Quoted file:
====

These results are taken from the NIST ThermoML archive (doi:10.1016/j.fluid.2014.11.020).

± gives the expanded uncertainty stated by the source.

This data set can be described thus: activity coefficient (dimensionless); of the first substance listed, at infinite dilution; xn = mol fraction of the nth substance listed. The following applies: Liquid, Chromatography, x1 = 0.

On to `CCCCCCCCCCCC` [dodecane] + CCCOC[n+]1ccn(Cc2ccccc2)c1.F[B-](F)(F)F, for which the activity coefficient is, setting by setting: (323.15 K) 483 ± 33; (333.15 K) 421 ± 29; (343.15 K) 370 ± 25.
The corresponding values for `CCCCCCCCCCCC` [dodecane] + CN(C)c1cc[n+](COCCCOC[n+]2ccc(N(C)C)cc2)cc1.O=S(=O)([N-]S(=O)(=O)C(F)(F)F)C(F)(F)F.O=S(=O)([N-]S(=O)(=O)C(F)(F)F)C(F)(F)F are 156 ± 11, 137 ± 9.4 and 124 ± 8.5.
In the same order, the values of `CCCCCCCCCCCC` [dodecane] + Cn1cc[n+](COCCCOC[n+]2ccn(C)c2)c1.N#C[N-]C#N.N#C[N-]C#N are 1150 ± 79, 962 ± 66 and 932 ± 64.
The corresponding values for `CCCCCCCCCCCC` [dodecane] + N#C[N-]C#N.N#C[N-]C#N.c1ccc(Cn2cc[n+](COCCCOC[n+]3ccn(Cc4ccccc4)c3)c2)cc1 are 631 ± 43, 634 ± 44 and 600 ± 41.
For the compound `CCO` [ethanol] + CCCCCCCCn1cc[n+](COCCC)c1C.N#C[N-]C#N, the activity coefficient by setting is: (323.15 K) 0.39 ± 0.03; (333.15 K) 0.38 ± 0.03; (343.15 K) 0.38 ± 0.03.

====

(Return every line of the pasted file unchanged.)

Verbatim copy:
These results are taken from the NIST ThermoML archive (doi:10.1016/j.fluid.2014.11.020).

± gives the expanded uncertainty stated by the source.

This data set can be described thus: activity coefficient (dimensionless); of the first substance listed, at infinite dilution; xn = mol fraction of the nth substance listed. The following applies: Liquid, Chromatography, x1 = 0.

On to `CCCCCCCCCCCC` [dodecane] + CCCOC[n+]1ccn(Cc2ccccc2)c1.F[B-](F)(F)F, for which the activity coefficient is, setting by setting: (323.15 K) 483 ± 33; (333.15 K) 421 ± 29; (343.15 K) 370 ± 25.
The corresponding values for `CCCCCCCCCCCC` [dodecane] + CN(C)c1cc[n+](COCCCOC[n+]2ccc(N(C)C)cc2)cc1.O=S(=O)([N-]S(=O)(=O)C(F)(F)F)C(F)(F)F.O=S(=O)([N-]S(=O)(=O)C(F)(F)F)C(F)(F)F are 156 ± 11, 137 ± 9.4 and 124 ± 8.5.
In the same order, the values of `CCCCCCCCCCCC` [dodecane] + Cn1cc[n+](COCCCOC[n+]2ccn(C)c2)c1.N#C[N-]C#N.N#C[N-]C#N are 1150 ± 79, 962 ± 66 and 932 ± 64.
The corresponding values for `CCCCCCCCCCCC` [dodecane] + N#C[N-]C#N.N#C[N-]C#N.c1ccc(Cn2cc[n+](COCCCOC[n+]3ccn(Cc4ccccc4)c3)c2)cc1 are 631 ± 43, 634 ± 44 and 600 ± 41.
For the compound `CCO` [ethanol] + CCCCCCCCn1cc[n+](COCCC)c1C.N#C[N-]C#N, the activity coefficient by setting is: (323.15 K) 0.39 ± 0.03; (333.15 K) 0.38 ± 0.03; (343.15 K) 0.38 ± 0.03.